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Genetic basis of extracellular potato blight recognition in wild Solanum sp.

  • Full or part time
  • Application Deadline
    Applications accepted all year round
  • Competition Funded PhD Project (Students Worldwide)
    Competition Funded PhD Project (Students Worldwide)

Project Description

Potato late blight has caused the devastating Irish potato famine in the 1840s and is still an important pathogen in agriculture today. Potato late blight is caused by the oomycete pathogen Phytophthora infestans, which uses hundreds of secreted effector proteins to manipulate its host. Extracellular proteases are an important defence of host plants against P. infestans. This is testified by the facts that protease depletion increases susceptibility, and that P. infestans produces effectors that inhibit proteases (EpiCs, Epis) or prevent their secretion (AVRblb2).
During a screen of wild Solanum species, we have discovered wild potato and tomato plants that display a hypersensitive cell death response (HR) upon injection with EpiC proteins, but not upon injection with EpiC proteins that lack the protease inhibitory motif (Malik et al., unpublished). This indicates that EpiCs are recognised by these plants through its binding to a protease. This is reminiscent to the recognition in tomato of fungal effector protein Avr2, which binds to the secreted host protease Rcr3 and is recognised by cell surface receptor Cf-2, leading to HR (Rooney et al., 2005). EpiC recognition in wild tomato/potato, however, does not require Cf-2 or Rcr3, because transcript depletion of these genes by virus-induced gene silencing (VIGS) blocks Avr2 recognition, but not EpiC recognition. However, silencing of co-receptor Sobir1 blocks EpiC recognition, implicating the requirement of a receptor-like protein (RLP).
The project AIM is to identify the genes responsible for EpiC recognition in wild tomato and potato, and study their evolution and exploitation as durable resistance genes in agriculture. We will follow both a candidate gene approach and a gene-mapping approach. In the candidate gene approach, we will deplete different proteases and RLPs by VIGS to identify proteases and RLPs required for EpiC-triggered HR. In parallel, we will clone candidate genes and co-express them with EpiC and screen for HR. The gene mapping approach will include next generation sequencing. Once identified, the genes will be tested in transient assays and transgenic plants for providing resistance to P. infestans. Finally, the distribution and evolution of the identified genes can be studied in Solanum populations, taking advantage of the large germplasm available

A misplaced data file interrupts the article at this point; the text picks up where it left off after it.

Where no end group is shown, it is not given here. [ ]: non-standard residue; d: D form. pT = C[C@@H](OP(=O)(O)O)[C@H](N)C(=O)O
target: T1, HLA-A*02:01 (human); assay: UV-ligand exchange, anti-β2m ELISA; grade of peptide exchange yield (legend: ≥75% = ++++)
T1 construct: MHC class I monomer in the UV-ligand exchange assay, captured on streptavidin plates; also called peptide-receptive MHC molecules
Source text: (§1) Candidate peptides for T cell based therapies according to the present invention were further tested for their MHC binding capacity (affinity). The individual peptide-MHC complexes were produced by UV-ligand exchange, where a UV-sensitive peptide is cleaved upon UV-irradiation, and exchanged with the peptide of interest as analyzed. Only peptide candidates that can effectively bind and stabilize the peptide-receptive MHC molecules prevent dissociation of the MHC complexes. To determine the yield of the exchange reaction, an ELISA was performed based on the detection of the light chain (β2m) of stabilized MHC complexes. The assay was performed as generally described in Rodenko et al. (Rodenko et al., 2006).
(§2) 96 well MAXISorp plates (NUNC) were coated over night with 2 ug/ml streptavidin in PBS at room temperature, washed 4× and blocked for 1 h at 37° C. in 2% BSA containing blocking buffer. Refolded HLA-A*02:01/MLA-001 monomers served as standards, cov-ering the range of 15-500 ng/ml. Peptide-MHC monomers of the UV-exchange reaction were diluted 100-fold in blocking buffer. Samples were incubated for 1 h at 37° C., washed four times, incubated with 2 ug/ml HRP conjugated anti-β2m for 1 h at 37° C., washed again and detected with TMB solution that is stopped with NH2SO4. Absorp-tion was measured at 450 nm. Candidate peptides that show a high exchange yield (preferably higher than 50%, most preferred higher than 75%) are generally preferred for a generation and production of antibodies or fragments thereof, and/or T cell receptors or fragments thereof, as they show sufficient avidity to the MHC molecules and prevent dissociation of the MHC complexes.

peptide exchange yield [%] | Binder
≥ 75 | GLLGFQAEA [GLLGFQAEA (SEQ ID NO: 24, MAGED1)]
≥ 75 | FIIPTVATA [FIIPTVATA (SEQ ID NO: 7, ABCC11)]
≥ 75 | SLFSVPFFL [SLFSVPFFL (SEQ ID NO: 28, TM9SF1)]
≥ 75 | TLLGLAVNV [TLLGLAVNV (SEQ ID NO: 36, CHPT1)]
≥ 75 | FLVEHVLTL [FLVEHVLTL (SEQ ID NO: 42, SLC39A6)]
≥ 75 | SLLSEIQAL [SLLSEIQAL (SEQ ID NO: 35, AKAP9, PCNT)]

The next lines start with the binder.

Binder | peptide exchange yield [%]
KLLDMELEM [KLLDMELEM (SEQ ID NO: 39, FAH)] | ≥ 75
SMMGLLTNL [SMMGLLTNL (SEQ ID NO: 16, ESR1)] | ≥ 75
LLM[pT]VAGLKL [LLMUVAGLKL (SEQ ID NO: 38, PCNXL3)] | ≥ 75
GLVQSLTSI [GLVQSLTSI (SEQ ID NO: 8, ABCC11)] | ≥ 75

We are looking for an enthusiastic DPhil student with experience in molecular cloning and a passion for working with plant pathogens with an international and interdisciplinary research team.


There are three application deadlines, but you are strongly encouraged to apply in November or January.

- Friday 16 November 2018
- Friday 25 January 2019
- Friday 1 March 2019

* Note: Applications must be submitted by 12 noon (midday) on these days.

Please ensure that you contact potential supervisors well in advance of these deadlines. Later applications may be considered if places are available.

Funding Notes

Prospective students are encouraged to apply to the Oxford Interdisciplinary Bioscience DTP. International applicants are encouraged to explore scholarship options that are available to them through the University of Oxford, their home countries or organisations such as the Commonwealth Scholarship Commission.


Ilyas et al. (2015) Functional divergence of two secreted immune proteases of tomato. Curr. Biol. 25, 2300-2306.
Dong et al. (2014) Effector specialization in a lineage of the Irish potato famine pathogen. Science 343, 552-555.
Bozkurt et al. (2011) Phytophthora infestans effector AVRblb2 prevents secretion of a plant immune protease at the haustorial interface. PNAS 108, 20832-20837.
Kaschani t al. (2010) An effector-targeted protease contributes to defense against Phytophthora infestans and is under diversifying selection in natural hosts. Plant Physiol. 154, 1794-1804. Rooney et al. (2005) Cladosporium Avr2 inhibits tomato Rcr3 protease required for Cf-2-dependent disease resistance. Science 308, 1783-1789.

Related Subjects

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